Best practices in India:
- The COVID-19 vaccine development process shows what can be done with the help of collective will and action.
- India convened the InDx diagnostics coalition in Bengaluru for COVID-19.
- TN-KET (Tamil Nadu KasanoiErappilaThittam/TB death-free project)
Measures taken by India to eradicate TB
- The National Tuberculosis Elimination Programme(NTEP) – Aims to strategically reduce TB burden in India by 2025.
- It was previously known as Revised National Tuberculosis Control Programme (RNTCP).
- The government reached over a billion people in 632 districts/reporting units.
- The National Strategic Plan for TB Elimination – It was launched to achieve the target of ending TB by 2025 in a mission mode.
- It is a multi-pronged approach which aims to detect all TB patients with an emphasis on reaching TB patients seeking care from private providers and undiagnosed TB in high-risk populations
- Ni-kshay Poshan Yojana(NPY)(Nutritional Support to TB) – It helps to meet the nutritional requirements of TB patients, especially the underserved
- From 2018 till present, around Rs. 1,707 crore has been disbursed to more than 65 lakh people on TB treatment across the country
- Patient Provider Support Agencies (PPSA) – To engage the private sector, Patient Provider Support Agencies (PPSA) have been rolled out across 250 districts through the domestic setup and JEET initiative
- Universal Drug Susceptibility Testing (UDST) – To ensure every diagnosed TB patient is tested to rule out drug resistance before or at the time of treatment initiation itself.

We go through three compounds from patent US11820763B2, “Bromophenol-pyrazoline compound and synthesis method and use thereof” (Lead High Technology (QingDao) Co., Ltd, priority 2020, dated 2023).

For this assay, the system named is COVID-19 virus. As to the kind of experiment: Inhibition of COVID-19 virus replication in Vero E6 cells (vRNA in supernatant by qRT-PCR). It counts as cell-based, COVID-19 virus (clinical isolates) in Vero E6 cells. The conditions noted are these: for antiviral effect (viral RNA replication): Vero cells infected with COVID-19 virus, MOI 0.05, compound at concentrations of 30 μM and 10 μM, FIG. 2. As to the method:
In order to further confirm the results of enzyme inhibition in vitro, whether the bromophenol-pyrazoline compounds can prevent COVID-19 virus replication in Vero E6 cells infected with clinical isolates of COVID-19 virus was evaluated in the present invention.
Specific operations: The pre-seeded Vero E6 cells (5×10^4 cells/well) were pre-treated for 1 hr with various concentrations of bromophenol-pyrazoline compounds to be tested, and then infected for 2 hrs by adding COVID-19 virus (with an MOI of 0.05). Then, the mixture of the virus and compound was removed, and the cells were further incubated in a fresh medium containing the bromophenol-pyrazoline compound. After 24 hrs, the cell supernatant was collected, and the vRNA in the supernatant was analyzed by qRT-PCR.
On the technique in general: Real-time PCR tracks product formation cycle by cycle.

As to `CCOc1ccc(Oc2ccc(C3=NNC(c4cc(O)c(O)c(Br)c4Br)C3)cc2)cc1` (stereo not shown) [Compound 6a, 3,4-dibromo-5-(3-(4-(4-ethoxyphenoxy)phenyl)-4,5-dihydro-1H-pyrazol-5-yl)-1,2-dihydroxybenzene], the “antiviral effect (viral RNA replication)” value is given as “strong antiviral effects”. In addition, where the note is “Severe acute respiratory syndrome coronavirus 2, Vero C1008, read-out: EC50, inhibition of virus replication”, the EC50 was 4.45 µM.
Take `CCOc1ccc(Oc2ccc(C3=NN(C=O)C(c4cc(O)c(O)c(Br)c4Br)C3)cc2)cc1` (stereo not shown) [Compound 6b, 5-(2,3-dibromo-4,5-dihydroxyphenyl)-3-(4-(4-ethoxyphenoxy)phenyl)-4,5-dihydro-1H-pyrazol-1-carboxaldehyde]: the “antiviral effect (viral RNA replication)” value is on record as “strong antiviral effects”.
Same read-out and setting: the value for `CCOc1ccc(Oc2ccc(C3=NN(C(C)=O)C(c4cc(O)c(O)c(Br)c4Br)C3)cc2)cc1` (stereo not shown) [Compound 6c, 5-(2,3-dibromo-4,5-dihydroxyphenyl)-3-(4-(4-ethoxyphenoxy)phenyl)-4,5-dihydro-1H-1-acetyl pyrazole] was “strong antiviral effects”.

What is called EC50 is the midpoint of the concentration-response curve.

- Pradhan Mantri TB Mukt Bharat Abhiyaan – To bring together all community stakeholders to support those on TB treatment and accelerate the country’s progress towards TB elimination.
- Ayushman Bharat – Health and Wellness Centres – To decentralize comprehensive primary healthcare including TB care services at the grassroots level.
- Bedaquiline and Delamanid -Newer drugs like Bedaquiline and Delamanid have also been made available for management of DRTB.
What are the global measures to eradicate TB?
- End TB Strategy – by World Health Organization (WHO)
- It serves as a blueprint for countries to reduce TB incidence by 80%, TB deaths by 90%, and to eliminate catastrophic costs for TB-affected households by 2030.
- World Development Report (1993) – Published by the World Health Organization (WHO).
- The 1993 World Development Report labelled TB treatment for adults as the best buy among all developmental interventions.
- The Global Fund – A worldwide movement to defeat HIV, TB and malaria and ensure a healthier, safer, more equitable future for all.
- The Stop TB Partnership – Brings together expertise from a broad spectrum of country, regional, and global partners in our shared mission to revolutionize the TB space and end TB by 2030
- Sustainable Development Goal 3 – To end TB epidemic by 2030
For further notes on Tuberculosis, refer – https://optimizeias.com/global-tb-report-2022/